Selling systems with Fedora preloaded.

Rahul Sundaram sundaram at
Mon Nov 28 05:28:21 UTC 2005


>Guess, Fedora is best suited for individual use only... As going
>through all the restrictions, and balancing what most users expect to
>find in their comptuers, it'd deffinitely be hard to market such
>computers. Despite the computer's raw power. As I said earlier, what
>worries me the most is the hardware part, as I can leave the system to
>a default (kickstart) installation, letting users configure their
>users, change root's password, etc., but (and I would too) users
>expect the hardware they buy a new system with to flawlessly work with
>the OS the system shipped.  This is what leaves me worried. As these
>are the rough specs we thought of the systems:
Like you have mentioned Kickstart has all sort of hooks for OEM to use 
so the infrastructure to do more than individual deployments is 
certainly there along with GFS, Xen and so on. Jesse Keating did a 
presentation on Fedora for OEM distributions in FUDCon1 which you might 
want to read

> We've thought of a few ways to walk around this issue, like if
>we just leave Fedora be and go for another distro (we wouldn't want to
>do that, though) or offer the drivers as a separate disk with
>installation instructions, and probably those packages we would have
>had added to the system... BUT this could also in itself be an issue
>if in anyway there's a restriction to do this as well. I'm going
>through the licenses of Flash, RealPlayer and the nVidia (and ATi)
>drivers as well... I didn't expect this to be easy...
I cannot offer legal advise but here are some of my personal opinions. 
Regardless of any distribution you use, you would have similar trademark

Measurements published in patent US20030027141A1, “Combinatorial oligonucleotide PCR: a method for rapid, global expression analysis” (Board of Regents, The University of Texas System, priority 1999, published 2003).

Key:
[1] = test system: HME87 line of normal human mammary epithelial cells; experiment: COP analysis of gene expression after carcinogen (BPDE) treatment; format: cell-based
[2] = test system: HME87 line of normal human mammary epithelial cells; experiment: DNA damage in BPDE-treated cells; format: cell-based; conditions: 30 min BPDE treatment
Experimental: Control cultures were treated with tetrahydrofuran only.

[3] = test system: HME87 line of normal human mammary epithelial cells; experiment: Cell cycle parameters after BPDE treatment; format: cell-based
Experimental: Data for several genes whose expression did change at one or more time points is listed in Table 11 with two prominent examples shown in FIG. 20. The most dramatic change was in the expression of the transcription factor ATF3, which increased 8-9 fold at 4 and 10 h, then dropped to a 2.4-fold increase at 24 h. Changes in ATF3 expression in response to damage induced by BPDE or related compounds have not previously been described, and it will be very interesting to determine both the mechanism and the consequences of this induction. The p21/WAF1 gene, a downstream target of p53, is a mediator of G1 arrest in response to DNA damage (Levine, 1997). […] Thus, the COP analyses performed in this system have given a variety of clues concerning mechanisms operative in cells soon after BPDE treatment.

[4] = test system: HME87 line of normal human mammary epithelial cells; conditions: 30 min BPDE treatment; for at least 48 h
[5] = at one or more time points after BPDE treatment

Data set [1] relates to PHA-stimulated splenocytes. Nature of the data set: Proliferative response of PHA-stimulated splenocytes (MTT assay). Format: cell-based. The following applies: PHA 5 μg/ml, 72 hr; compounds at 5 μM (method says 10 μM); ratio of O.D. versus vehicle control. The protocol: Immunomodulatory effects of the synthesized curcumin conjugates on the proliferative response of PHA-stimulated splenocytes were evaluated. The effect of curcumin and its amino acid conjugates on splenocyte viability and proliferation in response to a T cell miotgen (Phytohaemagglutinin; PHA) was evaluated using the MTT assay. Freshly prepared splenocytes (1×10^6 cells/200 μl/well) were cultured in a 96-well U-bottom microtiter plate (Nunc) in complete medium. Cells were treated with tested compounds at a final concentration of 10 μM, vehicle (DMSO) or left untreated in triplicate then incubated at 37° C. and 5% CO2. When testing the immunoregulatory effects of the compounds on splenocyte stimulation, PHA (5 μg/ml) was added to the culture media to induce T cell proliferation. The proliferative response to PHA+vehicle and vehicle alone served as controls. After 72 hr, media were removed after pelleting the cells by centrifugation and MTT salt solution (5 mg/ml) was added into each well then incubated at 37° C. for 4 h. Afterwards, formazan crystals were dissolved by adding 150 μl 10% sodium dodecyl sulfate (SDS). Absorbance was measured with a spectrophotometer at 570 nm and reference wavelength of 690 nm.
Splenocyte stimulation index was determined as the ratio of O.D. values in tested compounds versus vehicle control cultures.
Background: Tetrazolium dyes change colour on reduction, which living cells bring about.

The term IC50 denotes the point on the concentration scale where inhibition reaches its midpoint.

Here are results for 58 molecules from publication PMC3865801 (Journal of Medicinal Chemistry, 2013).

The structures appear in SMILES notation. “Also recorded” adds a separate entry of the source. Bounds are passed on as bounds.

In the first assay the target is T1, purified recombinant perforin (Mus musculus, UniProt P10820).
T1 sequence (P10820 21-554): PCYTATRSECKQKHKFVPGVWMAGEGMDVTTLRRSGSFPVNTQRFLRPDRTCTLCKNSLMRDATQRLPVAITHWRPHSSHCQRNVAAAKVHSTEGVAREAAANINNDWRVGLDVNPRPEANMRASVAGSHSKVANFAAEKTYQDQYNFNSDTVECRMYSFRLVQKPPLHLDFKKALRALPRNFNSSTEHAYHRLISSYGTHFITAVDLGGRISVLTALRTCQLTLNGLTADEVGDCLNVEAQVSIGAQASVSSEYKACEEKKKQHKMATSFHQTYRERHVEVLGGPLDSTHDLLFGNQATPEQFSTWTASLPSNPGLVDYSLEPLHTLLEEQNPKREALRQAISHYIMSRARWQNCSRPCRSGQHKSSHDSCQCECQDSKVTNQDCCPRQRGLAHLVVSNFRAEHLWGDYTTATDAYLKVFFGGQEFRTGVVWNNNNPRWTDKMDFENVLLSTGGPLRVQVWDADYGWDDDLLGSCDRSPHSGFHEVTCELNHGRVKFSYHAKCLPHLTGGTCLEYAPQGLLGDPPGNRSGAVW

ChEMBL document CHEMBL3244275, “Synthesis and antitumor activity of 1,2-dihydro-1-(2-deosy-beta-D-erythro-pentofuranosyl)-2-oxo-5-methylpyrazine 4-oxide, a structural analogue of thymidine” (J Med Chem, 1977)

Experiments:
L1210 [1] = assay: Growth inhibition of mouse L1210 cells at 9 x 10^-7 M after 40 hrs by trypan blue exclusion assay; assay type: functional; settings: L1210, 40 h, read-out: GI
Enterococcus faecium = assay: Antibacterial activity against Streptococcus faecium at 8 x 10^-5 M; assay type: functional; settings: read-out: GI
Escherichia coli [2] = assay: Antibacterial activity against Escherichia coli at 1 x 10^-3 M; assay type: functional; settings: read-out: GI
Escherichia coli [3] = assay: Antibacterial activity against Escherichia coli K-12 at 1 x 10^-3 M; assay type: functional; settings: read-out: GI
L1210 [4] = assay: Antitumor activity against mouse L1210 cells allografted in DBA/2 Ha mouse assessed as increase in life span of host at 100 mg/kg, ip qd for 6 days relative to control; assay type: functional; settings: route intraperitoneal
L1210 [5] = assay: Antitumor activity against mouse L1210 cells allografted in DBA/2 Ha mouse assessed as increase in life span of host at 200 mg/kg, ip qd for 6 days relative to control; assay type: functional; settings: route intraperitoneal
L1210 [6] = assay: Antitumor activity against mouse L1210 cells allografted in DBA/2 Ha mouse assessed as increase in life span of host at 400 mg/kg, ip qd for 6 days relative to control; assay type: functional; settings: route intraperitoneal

guidelines in place to prevent confusion.  As long as you dont modify 
Fedora in anyway and simple redistribute it with the additional packages 
clearly indicated as such the trademark guidelines should not affect 
you. Do a license audit of the add on packages and if the licenses allow 
redistribution without a EULA (Interactive installations is against the 
design goals of RPM)  you can integrate them within a repository and 
have a post installation hook to pull in packages from a OEM  repository 
or design a custom application say in GTK+  that has a druid  or even a 
simple shell script and zenity (part of GNOME-utils) with fallbacks. The 
application would have the EULAs which the user can agree to before 
getting the necessary packages which can be launched on first login for 
the system administrator/user. As long as you make it clear that this 
application and whatever packages it uses is not part of Fedora this 
seems to be a clean solution to me.

>Just to clarify: Even changing default theme (to another GPL'ed one)
>would cause an issue with the trademark? Even if the theme COMES with
>Fedora in a default installation?
All of the Free and open source software licenses allow you to copy, 
modify and redistribute software licensed under them. Thats however 
orthogonal to the trademark guidelines.

Legal like security is a field where it pays to be paranoidal. So we 
have to assume worst case scenarios.  If suppose the trademark 
protection guidelines allow the OEM to change the theme and if they 
switch the distribution to use one of the al1y GPL'ed theme included in 
Fedora as the default, that would be aesthetically non appealing even 
while serving the functionality it is designed for, leaving users of 
this modified distribution leaving a bad impression on what Fedora is. 
So thats potentially a scenario that the guidelines are meant to avoid. 
The alternative would be to get special exceptions which is a hassle.

I would like to hear your plans with more details. How many systems are 
you planning to redistribute Fedora?, market segment, timeframe etc.


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